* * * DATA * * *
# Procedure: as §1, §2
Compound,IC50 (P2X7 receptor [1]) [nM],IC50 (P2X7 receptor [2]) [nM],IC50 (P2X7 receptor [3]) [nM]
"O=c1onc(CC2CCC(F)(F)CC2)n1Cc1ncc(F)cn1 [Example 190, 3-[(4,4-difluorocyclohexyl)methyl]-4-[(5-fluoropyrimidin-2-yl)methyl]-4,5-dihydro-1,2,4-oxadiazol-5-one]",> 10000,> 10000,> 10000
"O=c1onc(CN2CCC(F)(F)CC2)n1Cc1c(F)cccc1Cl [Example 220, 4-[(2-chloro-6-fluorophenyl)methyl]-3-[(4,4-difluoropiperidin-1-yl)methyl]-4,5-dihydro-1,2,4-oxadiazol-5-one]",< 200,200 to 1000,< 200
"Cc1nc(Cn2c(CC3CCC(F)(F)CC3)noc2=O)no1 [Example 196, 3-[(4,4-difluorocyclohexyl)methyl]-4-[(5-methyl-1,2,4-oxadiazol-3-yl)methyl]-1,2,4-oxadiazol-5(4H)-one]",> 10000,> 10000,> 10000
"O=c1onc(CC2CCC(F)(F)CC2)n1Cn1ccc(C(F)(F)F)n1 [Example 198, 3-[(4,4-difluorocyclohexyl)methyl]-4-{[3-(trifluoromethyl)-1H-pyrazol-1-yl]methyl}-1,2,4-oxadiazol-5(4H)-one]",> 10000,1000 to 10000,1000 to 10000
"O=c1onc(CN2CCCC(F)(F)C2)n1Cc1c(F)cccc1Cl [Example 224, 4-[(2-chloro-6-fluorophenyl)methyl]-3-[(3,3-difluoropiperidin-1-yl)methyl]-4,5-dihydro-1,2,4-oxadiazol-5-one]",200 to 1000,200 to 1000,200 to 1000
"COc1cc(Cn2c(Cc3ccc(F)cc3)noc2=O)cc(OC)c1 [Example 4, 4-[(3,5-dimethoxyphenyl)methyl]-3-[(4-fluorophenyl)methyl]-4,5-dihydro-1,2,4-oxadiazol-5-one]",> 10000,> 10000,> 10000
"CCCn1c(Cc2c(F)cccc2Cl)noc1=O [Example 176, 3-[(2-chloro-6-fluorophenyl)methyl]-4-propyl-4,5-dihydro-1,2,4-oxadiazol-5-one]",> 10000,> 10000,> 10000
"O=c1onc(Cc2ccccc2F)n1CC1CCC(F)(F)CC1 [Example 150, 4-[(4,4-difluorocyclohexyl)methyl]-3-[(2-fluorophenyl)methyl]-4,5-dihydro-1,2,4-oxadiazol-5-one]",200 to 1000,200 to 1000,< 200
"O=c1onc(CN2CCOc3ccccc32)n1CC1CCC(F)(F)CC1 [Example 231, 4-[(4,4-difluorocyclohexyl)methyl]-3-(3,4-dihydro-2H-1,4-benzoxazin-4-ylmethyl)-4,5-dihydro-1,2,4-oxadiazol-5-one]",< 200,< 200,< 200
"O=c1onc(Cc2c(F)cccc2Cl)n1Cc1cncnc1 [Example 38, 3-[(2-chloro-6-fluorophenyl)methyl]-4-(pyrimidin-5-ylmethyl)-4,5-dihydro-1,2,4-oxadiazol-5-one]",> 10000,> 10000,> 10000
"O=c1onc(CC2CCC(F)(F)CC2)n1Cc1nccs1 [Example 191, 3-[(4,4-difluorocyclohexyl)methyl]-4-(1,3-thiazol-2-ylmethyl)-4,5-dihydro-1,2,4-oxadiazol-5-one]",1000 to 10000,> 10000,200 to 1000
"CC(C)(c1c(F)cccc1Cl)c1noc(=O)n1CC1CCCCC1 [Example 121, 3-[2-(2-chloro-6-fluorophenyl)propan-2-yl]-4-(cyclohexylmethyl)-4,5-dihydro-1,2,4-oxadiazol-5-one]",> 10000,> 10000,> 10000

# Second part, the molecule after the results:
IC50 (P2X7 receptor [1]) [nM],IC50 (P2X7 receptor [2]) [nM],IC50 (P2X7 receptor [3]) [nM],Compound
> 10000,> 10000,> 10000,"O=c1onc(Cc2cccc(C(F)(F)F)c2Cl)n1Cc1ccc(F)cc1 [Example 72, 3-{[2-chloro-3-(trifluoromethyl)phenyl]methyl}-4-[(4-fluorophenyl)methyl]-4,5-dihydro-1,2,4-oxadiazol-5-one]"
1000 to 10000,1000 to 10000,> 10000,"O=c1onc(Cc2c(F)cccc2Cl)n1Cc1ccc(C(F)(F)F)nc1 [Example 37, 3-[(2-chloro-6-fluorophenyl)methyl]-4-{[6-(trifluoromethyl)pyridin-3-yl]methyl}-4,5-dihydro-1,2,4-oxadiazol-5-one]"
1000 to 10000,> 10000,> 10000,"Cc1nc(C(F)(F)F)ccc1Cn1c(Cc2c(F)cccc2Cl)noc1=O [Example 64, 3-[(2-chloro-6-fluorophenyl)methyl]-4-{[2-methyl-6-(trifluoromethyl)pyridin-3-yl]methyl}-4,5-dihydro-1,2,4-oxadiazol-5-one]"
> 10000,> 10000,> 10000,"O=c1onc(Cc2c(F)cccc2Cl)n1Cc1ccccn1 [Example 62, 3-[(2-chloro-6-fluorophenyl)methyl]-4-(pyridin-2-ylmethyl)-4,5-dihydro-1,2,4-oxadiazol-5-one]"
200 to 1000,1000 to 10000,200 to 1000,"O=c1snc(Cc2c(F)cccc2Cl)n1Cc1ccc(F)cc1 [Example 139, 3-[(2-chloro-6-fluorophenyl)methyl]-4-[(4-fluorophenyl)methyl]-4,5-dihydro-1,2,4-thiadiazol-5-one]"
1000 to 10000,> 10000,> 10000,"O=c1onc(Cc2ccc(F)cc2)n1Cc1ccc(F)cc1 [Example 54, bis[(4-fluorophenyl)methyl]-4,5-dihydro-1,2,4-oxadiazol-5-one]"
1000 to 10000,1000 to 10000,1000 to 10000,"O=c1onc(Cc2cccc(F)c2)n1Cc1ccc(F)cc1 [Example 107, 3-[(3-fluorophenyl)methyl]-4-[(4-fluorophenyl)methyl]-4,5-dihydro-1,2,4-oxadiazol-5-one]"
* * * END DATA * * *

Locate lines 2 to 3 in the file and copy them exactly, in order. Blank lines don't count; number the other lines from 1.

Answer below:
Compound,IC50 (P2X7 receptor [1]) [nM],IC50 (P2X7 receptor [2]) [nM],IC50 (P2X7 receptor [3]) [nM]
"O=c1onc(CC2CCC(F)(F)CC2)n1Cc1ncc(F)cn1 [Example 190, 3-[(4,4-difluorocyclohexyl)methyl]-4-[(5-fluoropyrimidin-2-yl)methyl]-4,5-dihydro-1,2,4-oxadiazol-5-one]",> 10000,> 10000,> 10000